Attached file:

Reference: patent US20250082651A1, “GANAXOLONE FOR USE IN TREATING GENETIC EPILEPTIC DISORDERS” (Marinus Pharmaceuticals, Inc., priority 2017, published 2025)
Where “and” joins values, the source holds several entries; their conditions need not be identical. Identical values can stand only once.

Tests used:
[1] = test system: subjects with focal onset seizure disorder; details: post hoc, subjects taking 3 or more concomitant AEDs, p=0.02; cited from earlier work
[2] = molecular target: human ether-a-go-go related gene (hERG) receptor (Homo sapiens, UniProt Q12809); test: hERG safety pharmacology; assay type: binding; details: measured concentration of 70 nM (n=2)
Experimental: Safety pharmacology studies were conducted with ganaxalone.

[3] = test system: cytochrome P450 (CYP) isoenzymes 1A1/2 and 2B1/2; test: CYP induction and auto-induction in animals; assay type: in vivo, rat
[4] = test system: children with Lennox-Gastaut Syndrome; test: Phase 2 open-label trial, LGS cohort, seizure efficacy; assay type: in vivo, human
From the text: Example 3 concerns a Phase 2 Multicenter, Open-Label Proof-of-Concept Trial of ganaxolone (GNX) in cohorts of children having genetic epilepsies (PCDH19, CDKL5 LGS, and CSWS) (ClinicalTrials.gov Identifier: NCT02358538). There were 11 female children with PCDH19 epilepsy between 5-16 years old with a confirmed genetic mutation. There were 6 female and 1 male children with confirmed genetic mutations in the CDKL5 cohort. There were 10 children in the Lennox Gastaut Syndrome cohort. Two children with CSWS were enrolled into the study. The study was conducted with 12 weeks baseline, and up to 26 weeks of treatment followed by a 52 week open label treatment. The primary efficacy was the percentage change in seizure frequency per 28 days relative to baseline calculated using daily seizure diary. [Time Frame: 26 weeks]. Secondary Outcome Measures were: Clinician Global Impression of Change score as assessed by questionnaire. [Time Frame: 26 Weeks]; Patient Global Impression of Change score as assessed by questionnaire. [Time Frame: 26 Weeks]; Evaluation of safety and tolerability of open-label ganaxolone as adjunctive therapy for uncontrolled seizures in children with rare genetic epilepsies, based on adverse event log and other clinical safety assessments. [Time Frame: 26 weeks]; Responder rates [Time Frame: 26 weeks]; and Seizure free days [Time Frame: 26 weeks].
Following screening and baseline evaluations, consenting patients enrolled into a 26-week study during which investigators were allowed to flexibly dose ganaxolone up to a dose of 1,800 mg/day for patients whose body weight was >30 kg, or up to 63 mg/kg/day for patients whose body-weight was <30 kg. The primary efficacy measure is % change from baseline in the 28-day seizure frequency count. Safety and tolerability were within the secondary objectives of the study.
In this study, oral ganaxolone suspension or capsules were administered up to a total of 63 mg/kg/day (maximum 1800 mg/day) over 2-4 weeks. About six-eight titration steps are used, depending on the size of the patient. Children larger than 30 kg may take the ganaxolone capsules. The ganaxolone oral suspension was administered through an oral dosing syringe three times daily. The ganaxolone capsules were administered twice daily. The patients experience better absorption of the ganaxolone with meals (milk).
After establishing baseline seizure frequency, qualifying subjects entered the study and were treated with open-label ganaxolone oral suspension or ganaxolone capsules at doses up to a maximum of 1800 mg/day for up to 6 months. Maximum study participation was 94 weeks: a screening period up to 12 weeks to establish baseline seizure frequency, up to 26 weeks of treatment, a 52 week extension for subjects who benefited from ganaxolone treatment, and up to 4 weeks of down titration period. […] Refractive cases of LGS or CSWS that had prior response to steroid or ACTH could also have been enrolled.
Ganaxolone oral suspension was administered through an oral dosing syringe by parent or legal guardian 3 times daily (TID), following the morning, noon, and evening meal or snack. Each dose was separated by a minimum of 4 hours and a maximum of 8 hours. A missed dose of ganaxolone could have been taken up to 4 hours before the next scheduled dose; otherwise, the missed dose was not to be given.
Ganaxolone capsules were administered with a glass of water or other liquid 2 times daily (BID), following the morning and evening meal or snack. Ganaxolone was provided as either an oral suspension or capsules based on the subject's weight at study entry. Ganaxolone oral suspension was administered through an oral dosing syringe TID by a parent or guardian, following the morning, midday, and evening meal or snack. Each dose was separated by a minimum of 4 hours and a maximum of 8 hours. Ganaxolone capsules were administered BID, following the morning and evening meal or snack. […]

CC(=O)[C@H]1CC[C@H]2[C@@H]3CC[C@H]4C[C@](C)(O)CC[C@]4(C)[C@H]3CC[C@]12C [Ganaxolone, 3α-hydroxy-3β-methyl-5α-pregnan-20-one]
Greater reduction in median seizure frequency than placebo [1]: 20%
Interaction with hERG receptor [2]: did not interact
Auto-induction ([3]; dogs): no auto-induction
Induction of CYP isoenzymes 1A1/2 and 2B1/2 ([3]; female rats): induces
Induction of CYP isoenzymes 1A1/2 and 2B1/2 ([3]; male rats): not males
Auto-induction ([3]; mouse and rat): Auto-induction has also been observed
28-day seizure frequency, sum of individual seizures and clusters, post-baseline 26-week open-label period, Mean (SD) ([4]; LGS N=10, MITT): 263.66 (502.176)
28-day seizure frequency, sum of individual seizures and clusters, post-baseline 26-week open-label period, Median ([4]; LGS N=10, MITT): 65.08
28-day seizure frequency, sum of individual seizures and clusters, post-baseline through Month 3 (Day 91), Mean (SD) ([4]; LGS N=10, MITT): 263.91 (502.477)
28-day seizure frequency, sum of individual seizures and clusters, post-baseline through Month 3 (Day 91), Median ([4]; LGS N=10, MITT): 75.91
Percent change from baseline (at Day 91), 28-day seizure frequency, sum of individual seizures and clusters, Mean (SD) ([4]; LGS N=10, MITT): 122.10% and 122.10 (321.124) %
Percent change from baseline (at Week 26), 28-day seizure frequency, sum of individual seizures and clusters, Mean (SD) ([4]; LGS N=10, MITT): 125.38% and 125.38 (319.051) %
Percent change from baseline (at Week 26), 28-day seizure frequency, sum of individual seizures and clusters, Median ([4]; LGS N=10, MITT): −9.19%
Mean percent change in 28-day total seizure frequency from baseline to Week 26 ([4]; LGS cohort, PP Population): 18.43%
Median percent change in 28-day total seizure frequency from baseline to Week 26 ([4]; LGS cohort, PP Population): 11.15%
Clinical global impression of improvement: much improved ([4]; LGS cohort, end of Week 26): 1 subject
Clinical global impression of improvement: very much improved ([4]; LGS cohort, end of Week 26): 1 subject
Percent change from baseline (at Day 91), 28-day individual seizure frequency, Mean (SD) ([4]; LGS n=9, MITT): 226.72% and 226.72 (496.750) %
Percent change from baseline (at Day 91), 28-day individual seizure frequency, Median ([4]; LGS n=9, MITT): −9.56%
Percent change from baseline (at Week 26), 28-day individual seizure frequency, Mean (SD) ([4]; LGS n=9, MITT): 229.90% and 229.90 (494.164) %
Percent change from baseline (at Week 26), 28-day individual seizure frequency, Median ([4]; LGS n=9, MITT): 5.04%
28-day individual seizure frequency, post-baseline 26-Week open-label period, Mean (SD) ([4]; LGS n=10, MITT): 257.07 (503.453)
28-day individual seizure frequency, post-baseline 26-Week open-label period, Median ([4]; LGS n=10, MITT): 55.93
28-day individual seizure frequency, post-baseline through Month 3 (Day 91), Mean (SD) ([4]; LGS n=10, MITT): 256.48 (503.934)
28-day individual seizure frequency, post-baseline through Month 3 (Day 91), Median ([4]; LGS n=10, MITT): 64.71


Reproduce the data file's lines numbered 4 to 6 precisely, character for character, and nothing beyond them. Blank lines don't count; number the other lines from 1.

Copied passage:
[1] = test system: subjects with focal onset seizure disorder; details: post hoc, subjects taking 3 or more concomitant AEDs, p=0.02; cited from earlier work
[2] = molecular target: human ether-a-go-go related gene (hERG) receptor (Homo sapiens, UniProt Q12809); test: hERG safety pharmacology; assay type: binding; details: measured concentration of 70 nM (n=2)
Experimental: Safety pharmacology studies were conducted with ganaxalone.